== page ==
Russell Moore laments how many evangelicals today regard politics as their religion

Russell Moore, the president of the Southern Baptist Convention's Ethics and Religious Liberty Commission (ERLC), recently spoke at a national conference and decried the trend that many evangelicals are regarding politics as a religion and as a source of identity.

(Facebook/russellmoore)Photo of Pastor Russell Moore from his official Facebook account.

Last Saturday, Moore sat in a question-and-answer (Q&A) panel on the gospel and cultural engagement at ELRC's 2016 national conference at Gaylord Opryland Resort in Nashville, Tennessee. Moore laments that electoral politics has been getting involved with evangelical life for over several years now. 

He explained that for years now, he has heard people say that this upcoming elections will be the "most important election" in their lifetime. And the results of this election will only lead to two undesirable things. First is that "the people who are with you become disillusioned and angry," asking questions like "Why don't we have all of the things you told us we would have?" Next is that some will be "burned-over and cynical because of the way the original sin and common grace interact with one another, due to which there are no final victories or final defeats."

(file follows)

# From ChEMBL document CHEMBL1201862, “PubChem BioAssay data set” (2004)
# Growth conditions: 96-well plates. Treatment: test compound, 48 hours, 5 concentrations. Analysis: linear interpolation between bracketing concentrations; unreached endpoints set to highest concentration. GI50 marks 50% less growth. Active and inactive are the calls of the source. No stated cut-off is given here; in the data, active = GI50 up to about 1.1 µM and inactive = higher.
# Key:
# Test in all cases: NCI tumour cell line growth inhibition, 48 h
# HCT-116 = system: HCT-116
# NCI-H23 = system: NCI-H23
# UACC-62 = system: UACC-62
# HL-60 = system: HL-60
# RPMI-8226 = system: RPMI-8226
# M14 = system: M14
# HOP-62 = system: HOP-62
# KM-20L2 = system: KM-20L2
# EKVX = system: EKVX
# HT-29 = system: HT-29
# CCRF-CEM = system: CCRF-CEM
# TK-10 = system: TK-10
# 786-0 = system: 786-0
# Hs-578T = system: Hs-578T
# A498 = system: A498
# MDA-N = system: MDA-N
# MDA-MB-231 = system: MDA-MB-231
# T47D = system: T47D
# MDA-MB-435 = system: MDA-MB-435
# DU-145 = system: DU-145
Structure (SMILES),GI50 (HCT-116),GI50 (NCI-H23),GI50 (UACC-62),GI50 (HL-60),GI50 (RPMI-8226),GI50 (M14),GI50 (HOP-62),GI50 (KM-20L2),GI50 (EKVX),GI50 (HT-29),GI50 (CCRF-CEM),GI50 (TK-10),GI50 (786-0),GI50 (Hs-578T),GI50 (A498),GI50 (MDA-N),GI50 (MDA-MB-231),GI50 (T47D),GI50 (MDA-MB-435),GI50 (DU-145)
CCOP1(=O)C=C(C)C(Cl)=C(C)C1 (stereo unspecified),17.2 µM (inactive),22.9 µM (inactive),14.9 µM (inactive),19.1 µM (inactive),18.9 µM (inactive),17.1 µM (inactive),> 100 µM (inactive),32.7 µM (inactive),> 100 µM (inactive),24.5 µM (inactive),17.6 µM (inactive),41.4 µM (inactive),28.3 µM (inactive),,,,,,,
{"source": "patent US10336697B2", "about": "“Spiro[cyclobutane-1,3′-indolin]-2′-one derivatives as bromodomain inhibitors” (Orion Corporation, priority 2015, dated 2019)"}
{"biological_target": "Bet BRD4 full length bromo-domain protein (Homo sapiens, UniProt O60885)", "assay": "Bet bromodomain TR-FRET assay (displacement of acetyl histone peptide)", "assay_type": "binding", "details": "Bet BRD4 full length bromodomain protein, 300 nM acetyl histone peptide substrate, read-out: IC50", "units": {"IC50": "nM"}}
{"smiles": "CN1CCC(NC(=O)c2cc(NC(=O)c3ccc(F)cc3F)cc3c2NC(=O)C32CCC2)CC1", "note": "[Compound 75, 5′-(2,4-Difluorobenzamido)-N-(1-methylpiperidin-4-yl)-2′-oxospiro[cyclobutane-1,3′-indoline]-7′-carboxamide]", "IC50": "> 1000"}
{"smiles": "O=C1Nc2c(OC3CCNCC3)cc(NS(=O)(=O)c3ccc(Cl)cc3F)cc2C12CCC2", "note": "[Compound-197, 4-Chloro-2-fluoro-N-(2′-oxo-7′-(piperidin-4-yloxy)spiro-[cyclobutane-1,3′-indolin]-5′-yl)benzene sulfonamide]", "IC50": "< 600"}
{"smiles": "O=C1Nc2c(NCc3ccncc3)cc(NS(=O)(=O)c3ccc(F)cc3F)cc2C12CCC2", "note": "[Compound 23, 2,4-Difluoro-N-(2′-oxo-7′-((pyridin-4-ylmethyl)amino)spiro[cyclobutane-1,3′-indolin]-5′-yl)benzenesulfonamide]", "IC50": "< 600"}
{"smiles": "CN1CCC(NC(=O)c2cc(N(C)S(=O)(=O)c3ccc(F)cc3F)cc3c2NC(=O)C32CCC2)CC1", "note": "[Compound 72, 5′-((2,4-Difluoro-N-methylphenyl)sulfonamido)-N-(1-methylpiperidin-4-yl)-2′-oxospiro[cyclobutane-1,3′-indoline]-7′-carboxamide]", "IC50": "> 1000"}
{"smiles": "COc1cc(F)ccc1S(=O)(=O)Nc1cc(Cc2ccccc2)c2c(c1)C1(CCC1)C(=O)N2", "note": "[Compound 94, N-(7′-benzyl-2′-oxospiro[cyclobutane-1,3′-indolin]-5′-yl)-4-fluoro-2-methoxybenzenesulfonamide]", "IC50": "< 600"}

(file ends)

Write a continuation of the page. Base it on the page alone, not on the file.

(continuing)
That is why Moore said he's concerned about the future of evangelicalism in a pivotal election such as this year. He indicates that the church will become more multi-ethnic and multi-generational, so it will be best that evangelicals be clear on what the Gospel says and what it means to be truly Christian.

"We have a responsibility not only to speak truthfully. But we have a responsibility to contextualize not only to the present culture but to the future," he said.

The ERLC 2016 national conference has invited over 900 pastors, academics and authors to provide guidance toward the definition of biblically based cultural engagement and how to deal with issues of cultural Christianity.